“In the United States, three states (Idaho, Massachusetts and Minnesota) have adopted some variant of the parent-child privilege by statute, and one state, New York, has judicially recognized the privilege”
The parent-child privilege is not a novel or radical concept.
Both ancient Jewish Law and Roman Law entirely barred family members from testifying against one another, the basis of which was the desire to promote solidarity and trust within the family (Evidence, Third Edition, George Fisher).
The Napoleonic Code also prevented the disclosure of confidences between family members. The civil law countries of Western Europe, including France, Sweden, and the former West Germany also recognize a privilege covering compelled testimony from family members (Evidence, Third Edition, George Fisher).
In the United States, three states (Idaho, Massachusetts and Minnesota) have adopted some variant of the parent-child privilege by statute, and one state, New York, has judicially recognized the privilege.
Most of the cases discussing this kind of privilege have done so in the context of whether a child should be compelled to testify against the parent (Evidence, Third Edition, George Fisher).
The reason for the decline in the recognition of the parent-child privilege in the United States was explained in the case of the Three Juveniles v. Commonwealth, 390 Mass. 357 (1983), reasoning that “[b]ecause a parent does not need the advice of the minor child in the same sense that a child may need the advice of the parent, the case for a testimonial privilege [of this kind]… seems weaker…” (cited in Evidence, Third Edition, George Fisher).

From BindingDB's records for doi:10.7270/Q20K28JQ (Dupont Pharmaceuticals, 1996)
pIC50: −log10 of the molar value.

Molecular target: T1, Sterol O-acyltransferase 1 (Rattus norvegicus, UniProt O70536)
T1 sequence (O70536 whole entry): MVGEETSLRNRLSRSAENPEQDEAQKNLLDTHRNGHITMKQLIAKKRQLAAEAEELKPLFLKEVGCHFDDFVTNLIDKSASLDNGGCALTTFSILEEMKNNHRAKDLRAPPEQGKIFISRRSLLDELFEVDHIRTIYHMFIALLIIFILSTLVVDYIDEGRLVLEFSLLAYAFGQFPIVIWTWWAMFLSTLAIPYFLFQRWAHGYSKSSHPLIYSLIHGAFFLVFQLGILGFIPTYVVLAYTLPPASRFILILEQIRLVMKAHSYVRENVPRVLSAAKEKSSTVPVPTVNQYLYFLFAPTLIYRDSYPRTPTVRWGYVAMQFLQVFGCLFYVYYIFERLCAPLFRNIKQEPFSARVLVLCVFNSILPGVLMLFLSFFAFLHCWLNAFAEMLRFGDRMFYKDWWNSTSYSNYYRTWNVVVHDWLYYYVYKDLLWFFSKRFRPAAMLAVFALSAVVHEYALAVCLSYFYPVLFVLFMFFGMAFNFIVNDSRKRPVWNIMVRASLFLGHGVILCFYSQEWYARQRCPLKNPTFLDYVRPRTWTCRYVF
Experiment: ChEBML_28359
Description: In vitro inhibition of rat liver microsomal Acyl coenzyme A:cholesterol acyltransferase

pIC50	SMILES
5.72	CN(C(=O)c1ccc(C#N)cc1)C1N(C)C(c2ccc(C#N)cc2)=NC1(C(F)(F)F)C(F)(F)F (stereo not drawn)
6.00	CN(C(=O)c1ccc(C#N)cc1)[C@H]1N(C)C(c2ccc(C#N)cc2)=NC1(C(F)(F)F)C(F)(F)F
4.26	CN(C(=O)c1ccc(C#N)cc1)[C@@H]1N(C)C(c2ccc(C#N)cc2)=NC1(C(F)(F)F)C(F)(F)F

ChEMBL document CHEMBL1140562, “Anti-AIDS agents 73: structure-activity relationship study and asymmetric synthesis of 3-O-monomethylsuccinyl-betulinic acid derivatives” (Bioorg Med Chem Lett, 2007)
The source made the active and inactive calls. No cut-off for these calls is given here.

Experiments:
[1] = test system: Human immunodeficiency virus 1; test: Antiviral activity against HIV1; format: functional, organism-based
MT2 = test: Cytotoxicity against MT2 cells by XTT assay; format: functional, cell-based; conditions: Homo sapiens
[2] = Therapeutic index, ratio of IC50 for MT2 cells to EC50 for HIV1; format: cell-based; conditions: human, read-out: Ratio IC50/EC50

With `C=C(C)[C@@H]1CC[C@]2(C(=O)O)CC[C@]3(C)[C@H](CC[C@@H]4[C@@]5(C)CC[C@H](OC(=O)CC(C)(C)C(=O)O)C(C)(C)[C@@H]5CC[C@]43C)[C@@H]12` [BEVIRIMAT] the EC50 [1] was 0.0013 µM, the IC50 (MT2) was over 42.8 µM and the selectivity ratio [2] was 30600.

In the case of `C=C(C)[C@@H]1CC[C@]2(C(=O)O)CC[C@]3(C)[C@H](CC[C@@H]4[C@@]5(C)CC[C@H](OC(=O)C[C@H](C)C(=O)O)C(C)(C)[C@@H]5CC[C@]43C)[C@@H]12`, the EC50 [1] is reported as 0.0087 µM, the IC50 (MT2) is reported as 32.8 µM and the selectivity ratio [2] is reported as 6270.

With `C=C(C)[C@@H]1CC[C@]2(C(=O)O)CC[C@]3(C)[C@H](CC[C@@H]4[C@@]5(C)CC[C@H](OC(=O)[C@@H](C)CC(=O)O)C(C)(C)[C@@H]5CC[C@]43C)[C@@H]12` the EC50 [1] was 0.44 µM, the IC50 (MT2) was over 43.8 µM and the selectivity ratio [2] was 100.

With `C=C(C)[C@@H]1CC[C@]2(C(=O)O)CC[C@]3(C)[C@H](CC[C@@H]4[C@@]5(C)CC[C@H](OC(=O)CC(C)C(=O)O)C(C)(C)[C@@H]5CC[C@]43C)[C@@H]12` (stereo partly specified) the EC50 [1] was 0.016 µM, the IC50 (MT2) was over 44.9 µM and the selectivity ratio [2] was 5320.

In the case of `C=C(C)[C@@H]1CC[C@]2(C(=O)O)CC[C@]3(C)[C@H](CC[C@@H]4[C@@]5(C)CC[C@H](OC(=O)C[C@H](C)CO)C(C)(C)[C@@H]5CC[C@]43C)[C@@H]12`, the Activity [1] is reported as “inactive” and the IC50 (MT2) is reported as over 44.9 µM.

Dean Wigmore’s four-factor formula requires satisfaction of all four factors to establish a privilege:
the communication must originate in confidence that it will not be disclosed;
the element of confidentiality must be essential to the full and satisfactory maintenance of the relation between the parties;
the relation must be one which in the opinion of the community ought to be sedulously fostered; and